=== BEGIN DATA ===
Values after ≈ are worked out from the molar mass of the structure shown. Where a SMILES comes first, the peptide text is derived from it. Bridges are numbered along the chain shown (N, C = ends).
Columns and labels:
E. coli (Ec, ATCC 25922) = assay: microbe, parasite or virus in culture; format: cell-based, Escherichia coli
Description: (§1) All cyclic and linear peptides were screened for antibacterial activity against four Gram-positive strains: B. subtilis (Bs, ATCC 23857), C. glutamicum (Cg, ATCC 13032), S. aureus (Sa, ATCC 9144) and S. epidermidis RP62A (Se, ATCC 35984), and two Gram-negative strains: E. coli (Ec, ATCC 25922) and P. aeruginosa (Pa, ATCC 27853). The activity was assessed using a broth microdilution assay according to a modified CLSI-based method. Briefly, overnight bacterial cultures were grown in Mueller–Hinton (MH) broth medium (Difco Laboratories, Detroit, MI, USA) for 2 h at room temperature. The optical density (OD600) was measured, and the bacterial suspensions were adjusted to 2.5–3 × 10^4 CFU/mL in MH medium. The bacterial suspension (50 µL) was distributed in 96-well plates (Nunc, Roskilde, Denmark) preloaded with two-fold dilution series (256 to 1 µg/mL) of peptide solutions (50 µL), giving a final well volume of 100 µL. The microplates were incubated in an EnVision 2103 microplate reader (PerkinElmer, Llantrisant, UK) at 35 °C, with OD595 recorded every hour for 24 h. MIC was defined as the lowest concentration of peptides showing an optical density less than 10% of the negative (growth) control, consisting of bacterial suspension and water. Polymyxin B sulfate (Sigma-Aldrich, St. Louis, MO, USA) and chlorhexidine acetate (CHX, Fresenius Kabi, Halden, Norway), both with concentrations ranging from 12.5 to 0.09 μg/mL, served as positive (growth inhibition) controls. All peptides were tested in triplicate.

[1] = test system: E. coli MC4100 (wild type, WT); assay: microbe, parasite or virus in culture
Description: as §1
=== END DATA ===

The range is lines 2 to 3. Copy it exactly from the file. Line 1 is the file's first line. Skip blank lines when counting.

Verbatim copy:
Columns and labels:
E. coli (Ec, ATCC 25922) = assay: microbe, parasite or virus in culture; format: cell-based, Escherichia coli